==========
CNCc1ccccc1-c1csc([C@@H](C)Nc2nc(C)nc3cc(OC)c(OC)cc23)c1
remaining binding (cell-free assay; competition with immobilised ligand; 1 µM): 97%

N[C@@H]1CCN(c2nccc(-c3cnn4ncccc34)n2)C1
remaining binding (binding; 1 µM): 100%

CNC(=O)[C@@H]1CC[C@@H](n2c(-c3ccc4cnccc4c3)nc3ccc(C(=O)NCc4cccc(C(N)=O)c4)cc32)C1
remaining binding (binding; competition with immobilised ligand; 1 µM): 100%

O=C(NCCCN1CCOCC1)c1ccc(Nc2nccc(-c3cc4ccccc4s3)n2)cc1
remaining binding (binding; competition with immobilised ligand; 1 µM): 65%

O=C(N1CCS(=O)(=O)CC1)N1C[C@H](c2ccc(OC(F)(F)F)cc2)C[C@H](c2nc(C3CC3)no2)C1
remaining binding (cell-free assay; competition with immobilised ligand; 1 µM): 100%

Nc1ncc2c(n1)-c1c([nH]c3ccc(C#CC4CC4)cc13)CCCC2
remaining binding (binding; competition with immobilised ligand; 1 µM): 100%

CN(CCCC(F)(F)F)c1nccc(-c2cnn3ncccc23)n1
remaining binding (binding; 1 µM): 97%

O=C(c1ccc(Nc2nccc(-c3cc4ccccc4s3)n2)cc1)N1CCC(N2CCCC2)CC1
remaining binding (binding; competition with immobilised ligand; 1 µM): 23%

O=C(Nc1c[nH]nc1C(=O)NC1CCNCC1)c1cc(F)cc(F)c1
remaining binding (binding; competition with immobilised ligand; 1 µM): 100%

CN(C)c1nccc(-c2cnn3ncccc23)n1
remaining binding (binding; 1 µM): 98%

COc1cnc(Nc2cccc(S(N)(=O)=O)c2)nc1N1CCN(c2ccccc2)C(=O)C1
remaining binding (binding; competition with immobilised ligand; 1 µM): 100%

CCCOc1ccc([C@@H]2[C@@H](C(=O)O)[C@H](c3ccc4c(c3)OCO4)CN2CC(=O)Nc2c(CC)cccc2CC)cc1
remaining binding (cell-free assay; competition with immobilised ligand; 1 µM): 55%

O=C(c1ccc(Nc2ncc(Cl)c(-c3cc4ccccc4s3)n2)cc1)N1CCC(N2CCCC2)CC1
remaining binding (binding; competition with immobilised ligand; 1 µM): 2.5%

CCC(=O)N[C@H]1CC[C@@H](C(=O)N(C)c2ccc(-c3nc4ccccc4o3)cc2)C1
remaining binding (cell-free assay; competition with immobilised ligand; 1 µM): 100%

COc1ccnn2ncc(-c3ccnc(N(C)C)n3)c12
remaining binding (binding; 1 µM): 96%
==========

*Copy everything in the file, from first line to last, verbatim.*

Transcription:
CNCc1ccccc1-c1csc([C@@H](C)Nc2nc(C)nc3cc(OC)c(OC)cc23)c1
remaining binding (cell-free assay; competition with immobilised ligand; 1 µM): 97%

N[C@@H]1CCN(c2nccc(-c3cnn4ncccc34)n2)C1
remaining binding (binding; 1 µM): 100%

CNC(=O)[C@@H]1CC[C@@H](n2c(-c3ccc4cnccc4c3)nc3ccc(C(=O)NCc4cccc(C(N)=O)c4)cc32)C1
remaining binding (binding; competition with immobilised ligand; 1 µM): 100%

O=C(NCCCN1CCOCC1)c1ccc(Nc2nccc(-c3cc4ccccc4s3)n2)cc1
remaining binding (binding; competition with immobilised ligand; 1 µM): 65%

O=C(N1CCS(=O)(=O)CC1)N1C[C@H](c2ccc(OC(F)(F)F)cc2)C[C@H](c2nc(C3CC3)no2)C1
remaining binding (cell-free assay; competition with immobilised ligand; 1 µM): 100%

Nc1ncc2c(n1)-c1c([nH]c3ccc(C#CC4CC4)cc13)CCCC2
remaining binding (binding; competition with immobilised ligand; 1 µM): 100%

CN(CCCC(F)(F)F)c1nccc(-c2cnn3ncccc23)n1
remaining binding (binding; 1 µM): 97%

O=C(c1ccc(Nc2nccc(-c3cc4ccccc4s3)n2)cc1)N1CCC(N2CCCC2)CC1
remaining binding (binding; competition with immobilised ligand; 1 µM): 23%

O=C(Nc1c[nH]nc1C(=O)NC1CCNCC1)c1cc(F)cc(F)c1
remaining binding (binding; competition with immobilised ligand; 1 µM): 100%

CN(C)c1nccc(-c2cnn3ncccc23)n1
remaining binding (binding; 1 µM): 98%

COc1cnc(Nc2cccc(S(N)(=O)=O)c2)nc1N1CCN(c2ccccc2)C(=O)C1
remaining binding (binding; competition with immobilised ligand; 1 µM): 100%

CCCOc1ccc([C@@H]2[C@@H](C(=O)O)[C@H](c3ccc4c(c3)OCO4)CN2CC(=O)Nc2c(CC)cccc2CC)cc1
remaining binding (cell-free assay; competition with immobilised ligand; 1 µM): 55%

O=C(c1ccc(Nc2ncc(Cl)c(-c3cc4ccccc4s3)n2)cc1)N1CCC(N2CCCC2)CC1
remaining binding (binding; competition with immobilised ligand; 1 µM): 2.5%

CCC(=O)N[C@H]1CC[C@@H](C(=O)N(C)c2ccc(-c3nc4ccccc4o3)cc2)C1
remaining binding (cell-free assay; competition with immobilised ligand; 1 µM): 100%

COc1ccnn2ncc(-c3ccnc(N(C)C)n3)c12
remaining binding (binding; 1 µM): 96%